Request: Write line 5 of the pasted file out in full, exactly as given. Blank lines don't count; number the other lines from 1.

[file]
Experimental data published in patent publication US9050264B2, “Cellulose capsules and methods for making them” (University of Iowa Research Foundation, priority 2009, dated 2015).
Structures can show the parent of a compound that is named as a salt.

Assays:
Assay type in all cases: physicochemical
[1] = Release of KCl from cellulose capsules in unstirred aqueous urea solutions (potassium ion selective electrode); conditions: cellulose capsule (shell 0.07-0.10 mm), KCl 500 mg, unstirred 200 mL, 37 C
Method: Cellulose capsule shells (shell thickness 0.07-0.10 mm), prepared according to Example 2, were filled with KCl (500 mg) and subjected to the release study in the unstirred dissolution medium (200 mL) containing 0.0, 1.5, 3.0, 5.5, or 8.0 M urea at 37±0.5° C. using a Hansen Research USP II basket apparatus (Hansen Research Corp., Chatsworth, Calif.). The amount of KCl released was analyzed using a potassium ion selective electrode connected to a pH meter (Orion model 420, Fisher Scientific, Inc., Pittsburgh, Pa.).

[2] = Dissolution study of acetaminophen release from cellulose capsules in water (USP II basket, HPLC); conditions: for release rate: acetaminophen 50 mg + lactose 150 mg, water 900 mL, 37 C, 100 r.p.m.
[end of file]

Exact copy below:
[1] = Release of KCl from cellulose capsules in unstirred aqueous urea solutions (potassium ion selective electrode); conditions: cellulose capsule (shell 0.07-0.10 mm), KCl 500 mg, unstirred 200 mL, 37 C